The queens arrive in Biloxi from neighboring corners of the Deep South: Shreveport, Mobile, New Orleans, Baton Rouge, Hattiesburg and the tiny Cut Off, Louisiana.

Lawson’s path to drag began with acting, when he played Angel Dumott Schunard in a local production of Rent. The character was a drag queen (although many fans and critics believe she is a trans woman, and some actors have described her as such), and Lawson realized he loved the performance.

He started performing at Club Veaux, a now closed bar in Biloxi, around the age of 18.

Lawson says he came from “a very Southern Baptist background” and that his family did not immediately embrace his drag career.

“I cried,” her mother Evelina Brunell said in an interview with the Sun Herald. “It was just a shock.”

When asked to help her with makeup before church, Lawson said he knew she was back.

Today, she attends several of her performances, notably at the White Pillars. Her favorite numbers in Lexis Redd D’Ville’s repertoire are songs by Whitney Houston.

“He has a great entrepreneurial spirit and I love to see him succeed,” she said.

Lawson’s career grew with the expansion of dredging to the coast. Dragging is a staple of gay bars like Sipps in Gulfport and Just Us in Biloxi, but it’s not uncommon in predominantly straight spaces. Recently, Lawson performed at the Knock Knock Lounge in Waveland.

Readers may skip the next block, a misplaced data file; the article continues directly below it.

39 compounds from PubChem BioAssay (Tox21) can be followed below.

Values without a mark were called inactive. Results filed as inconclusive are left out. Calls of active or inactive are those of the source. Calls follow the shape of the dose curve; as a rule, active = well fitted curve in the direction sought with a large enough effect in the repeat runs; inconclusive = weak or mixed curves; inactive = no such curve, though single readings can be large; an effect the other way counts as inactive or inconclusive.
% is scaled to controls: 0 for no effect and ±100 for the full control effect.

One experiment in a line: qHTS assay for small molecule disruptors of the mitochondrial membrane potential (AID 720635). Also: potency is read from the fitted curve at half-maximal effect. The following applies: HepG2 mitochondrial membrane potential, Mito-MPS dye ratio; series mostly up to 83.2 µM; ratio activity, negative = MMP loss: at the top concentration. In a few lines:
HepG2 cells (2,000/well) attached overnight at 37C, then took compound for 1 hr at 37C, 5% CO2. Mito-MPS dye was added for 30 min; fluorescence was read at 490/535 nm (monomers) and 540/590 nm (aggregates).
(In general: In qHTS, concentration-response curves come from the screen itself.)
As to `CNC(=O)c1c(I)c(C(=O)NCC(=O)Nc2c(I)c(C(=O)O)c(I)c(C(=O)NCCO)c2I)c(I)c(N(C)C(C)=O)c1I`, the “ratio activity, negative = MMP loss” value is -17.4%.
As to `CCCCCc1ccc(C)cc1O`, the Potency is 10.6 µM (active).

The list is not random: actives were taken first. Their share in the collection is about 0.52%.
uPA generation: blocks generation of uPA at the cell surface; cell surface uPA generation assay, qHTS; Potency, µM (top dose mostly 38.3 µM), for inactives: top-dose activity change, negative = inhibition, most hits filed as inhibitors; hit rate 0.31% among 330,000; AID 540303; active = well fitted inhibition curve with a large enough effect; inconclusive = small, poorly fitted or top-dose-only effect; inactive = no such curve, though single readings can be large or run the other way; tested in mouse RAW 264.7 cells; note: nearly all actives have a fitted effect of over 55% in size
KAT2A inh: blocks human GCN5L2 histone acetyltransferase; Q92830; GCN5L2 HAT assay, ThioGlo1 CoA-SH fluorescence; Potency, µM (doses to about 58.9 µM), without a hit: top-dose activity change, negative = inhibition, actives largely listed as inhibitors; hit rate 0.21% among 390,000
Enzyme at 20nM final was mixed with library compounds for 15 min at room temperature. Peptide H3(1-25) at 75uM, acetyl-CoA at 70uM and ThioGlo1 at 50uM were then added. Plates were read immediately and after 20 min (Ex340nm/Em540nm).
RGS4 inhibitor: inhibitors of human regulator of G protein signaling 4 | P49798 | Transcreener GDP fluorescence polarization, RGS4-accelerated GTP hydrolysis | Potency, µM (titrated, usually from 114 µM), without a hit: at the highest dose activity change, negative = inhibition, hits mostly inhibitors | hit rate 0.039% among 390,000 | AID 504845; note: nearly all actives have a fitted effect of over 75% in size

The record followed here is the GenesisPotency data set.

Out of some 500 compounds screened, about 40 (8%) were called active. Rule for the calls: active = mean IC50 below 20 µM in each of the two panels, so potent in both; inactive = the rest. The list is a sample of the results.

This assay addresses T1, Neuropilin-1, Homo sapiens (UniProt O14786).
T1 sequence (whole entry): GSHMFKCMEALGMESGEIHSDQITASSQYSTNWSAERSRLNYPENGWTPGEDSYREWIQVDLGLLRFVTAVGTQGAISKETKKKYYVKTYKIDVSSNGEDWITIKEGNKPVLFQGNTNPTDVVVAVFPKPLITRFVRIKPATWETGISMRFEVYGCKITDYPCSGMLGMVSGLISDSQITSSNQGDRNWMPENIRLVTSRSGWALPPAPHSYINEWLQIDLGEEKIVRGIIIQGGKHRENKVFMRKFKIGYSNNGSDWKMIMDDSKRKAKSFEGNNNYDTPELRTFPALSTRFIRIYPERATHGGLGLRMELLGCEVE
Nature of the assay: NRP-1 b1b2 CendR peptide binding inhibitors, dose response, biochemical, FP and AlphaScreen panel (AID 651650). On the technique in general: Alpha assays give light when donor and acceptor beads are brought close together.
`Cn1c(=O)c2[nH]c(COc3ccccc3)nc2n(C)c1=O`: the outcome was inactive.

“I certainly never would have expected to drag in Waveland,” he said. “It’s not necessarily the corner of the woods where a 6’3 African-American man with a wig would do too well.”

From the bayou to Hub City, the queens of the white pillar cast claim the small southern town as their own.

When D’Ville can’t accommodate, Ivy Dripp, Miss Gay Louisiana American 2019, takes her place. Offstage, Dustin Gaspard’s home in Cut Off, Louisiana was destroyed by Hurricane Ida in August.

“I’m still homeless,” he says. “I am still rebuilding my house by hand. I’m glad I can escape and come and do this.


For White Pillars, drag brunch is both a statement of values ​​and a business opportunity.

Co-owner Tresse Sumrall said it started with conversations with restaurant staff, about 40% of whom are LGBTQ. They mentioned that a group of local drag queens had followers on the coast. Why not organize an event at White Pillars?

The first drag brunch took place in 2019. It was full, like every other drag brunch since, except one.

Since she and her husband, Chef Austin Sumrall, opened the restaurant in 2017, they have emphasized that while they offer high-end food (Austin is a James Beard semi-finalist) and service, they are not an establishment of white tablecloths.

With its neoclassical facade, however, White Pillars can feel like a stuffy place, Tresse Sumrall said.

“But drag brunch really brought in a whole new demographic,” she said.

She encountered a certain setback. People would call to make a reservation on Sunday and would find the restaurant was closed for a paid event.

“’Drag brunch? We will never come back there again, ”she remembers hearing. “Okay, have a nice day.”

The event was such a success that the Sumralls have planned another full year of drag brunches, every third Sunday of each month of 2022.

Gaspard pointed out that brunch can be a more accessible event for people who might be curious about dragging but don’t want to stay late at a bar.